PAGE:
The Uncial Letter ~ February 2019

Lesley-Anne McLeod admits to enjoying research…

Research should never be visible. It should never slap the reader in the face, shouting about how much the author knows, or about what a strange world the characters live in. Research should set a stage, discreetly and yet completely. It should transport the reader, and convince her that the characters she is discovering do live in a different time and place.

I do a great deal of research for my Regency romance novels. I like the time period to be authentic, from costume and cooking to manners and speech. When I incorporated time travel into two of my Regency books I did even more research.

Time travel is not a common theme in Regency romance stories. It is done, but generally it involves someone from our current day traveling to the past, or someone from the Regency era arriving in our present world.

Those are always entertaining stories, but when I wrote my two Red Tower stories I did not want to involve the present day at all. So, in the first Red Tower story, The Earl’s Peculiar Burden, Ysmay of Scarsfield travels from medieval England to Regency England. She finds it a world of unimaginable progress and wonder.

In my newest Red Tower book, The Governess’s Peculiar Journey, Avice Palsham, a governess from 1865 England, believes the Regency to be an antiquated, dissolute, and unambitious era.

It was fascinating to imagine and create the protagonists’ views of the Regency era in which they find themselves. They had to be thoroughly believable people of their own times, which took extensive research. And they had to have their own authentic views of the Regency. Ysmay’s outlook was easier to generate. Everything about the Regency was a marvel to her, from the carriages, to the medical knowledge, to the peace and prosperity of the countryside.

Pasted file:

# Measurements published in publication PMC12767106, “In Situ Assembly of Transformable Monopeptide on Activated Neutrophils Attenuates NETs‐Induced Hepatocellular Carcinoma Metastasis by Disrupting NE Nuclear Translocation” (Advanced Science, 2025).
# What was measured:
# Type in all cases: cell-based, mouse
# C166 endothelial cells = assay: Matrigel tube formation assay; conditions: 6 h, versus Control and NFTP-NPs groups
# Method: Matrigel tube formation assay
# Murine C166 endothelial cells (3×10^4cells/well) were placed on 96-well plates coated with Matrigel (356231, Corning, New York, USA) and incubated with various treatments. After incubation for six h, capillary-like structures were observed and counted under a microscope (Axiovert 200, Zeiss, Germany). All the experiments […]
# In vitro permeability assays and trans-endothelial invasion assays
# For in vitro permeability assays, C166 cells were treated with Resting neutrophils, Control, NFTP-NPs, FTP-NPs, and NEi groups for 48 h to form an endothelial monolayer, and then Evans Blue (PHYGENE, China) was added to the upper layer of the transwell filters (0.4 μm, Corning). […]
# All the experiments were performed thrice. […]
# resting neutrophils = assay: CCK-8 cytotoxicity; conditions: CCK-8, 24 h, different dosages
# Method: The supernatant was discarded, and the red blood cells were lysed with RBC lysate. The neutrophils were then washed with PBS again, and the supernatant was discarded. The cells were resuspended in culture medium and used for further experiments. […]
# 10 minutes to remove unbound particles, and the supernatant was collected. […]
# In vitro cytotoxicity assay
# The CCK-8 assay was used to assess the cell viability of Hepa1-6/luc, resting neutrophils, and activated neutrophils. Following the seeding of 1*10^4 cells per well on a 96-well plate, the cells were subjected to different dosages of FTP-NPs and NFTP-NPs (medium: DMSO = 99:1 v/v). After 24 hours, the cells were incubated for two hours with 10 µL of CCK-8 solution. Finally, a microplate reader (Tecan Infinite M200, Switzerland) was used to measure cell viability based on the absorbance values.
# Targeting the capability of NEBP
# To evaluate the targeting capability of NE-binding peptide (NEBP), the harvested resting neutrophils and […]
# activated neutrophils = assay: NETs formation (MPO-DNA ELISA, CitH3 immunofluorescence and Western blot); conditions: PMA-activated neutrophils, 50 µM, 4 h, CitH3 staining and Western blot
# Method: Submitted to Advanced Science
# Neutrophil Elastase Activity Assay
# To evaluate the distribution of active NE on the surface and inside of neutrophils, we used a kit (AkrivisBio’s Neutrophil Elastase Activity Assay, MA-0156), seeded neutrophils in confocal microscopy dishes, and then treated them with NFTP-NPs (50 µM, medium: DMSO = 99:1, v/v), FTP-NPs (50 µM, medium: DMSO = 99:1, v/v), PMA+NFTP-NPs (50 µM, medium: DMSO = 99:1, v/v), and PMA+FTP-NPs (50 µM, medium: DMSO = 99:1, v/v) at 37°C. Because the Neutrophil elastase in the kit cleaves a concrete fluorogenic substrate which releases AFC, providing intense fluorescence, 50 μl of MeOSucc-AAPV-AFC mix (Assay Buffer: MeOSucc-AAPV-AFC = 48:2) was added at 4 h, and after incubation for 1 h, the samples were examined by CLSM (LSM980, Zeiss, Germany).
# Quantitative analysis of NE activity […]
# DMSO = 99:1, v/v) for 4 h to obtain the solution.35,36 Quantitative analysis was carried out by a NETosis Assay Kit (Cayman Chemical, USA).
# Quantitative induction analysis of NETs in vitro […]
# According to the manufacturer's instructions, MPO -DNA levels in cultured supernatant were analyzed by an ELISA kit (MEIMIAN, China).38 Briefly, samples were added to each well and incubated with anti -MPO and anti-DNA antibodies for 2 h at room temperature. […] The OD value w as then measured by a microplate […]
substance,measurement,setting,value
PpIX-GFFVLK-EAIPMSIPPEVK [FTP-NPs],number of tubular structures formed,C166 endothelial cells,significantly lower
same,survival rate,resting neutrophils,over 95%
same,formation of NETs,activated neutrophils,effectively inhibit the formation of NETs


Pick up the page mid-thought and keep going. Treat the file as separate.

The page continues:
Avice Palsham, on the other hand, came with preconceptions. The Victorians viewed the Regency with disdain and embarrassment. They felt it was a licentious and unenterprising era and, in 1865, they were loath to admit that their grandparents had been part of that society. Avice had a lot of baggage to deal with. It was all resolved with research.

Georgette Heyer, an author I much admire, was an expert researcher of the Regency era. In her day (the early to mid-1900’s) research was not as easy as it now is. I rely a great deal on the Internet. The British Newspaper Archive has been an invaluable addition to my research tools in the last five years. To be able to read actual newspapers from the Regency era lends extra authenticity to my writing. But mostly I rely on my own research library of around four hundred books. There is nothing I like better than getting lost in it.

Whatever fiction authors are writing, they rely on research. And I’ll wager most of them enjoy it!


One of the reasons we enjoy Lesley-Anne’s Regency romances so much is her ability to take us back to that fascinating time. While her research undoubtedly is an important part of that, her characters contribute greatly. They come alive as we read.

That’s true even when they travel through time. Lesley-Anne McLeod’s first Red Tower story (The Earl’s Peculiar Burden) saw the Red Tower at Kenning Old Manor through the eyes of a woman from medieval times. Now, in The Governess’s Peculiar Journey ($6.99, ISBN), we see it as Avice does, from a mid-Victorian perspective. And what a difference that is. Not only is the clothing looser, lighter, but to Avice decadent, but customs are not what she is used to, everyday life is a challenge and her host unsympathetic and disbelieving. Her only hope is that the time portal is open to both times, for if it is not, she and her your charge are doomed to remain in 1815. If that fails, both she and Kendall must admit to the attraction that blossoms between them. Don’t miss this new, unusual story from one of our favorite Regency authors.

Coming in March is Pinocchio Island, the cozy mystery/satire/ghost story we promised you. Now available for preorder. Check your favorite ebookseller.

It’s been a wretched winter in much of the Northern Hemisphere. Have you stayed warm and caught up on your reading? If you have and are looking for something new, check out our website.

Be well.

Star & Jude

This entry was posted on Saturday, February 16th, 2019 at 12:36 pm and is filed under Coming Soon, eBook Readers, New Releases, Our Authors, Uncial Letter. You can follow any responses to this entry through the RSS 2.0 feed. Both comments and pings are currently closed.

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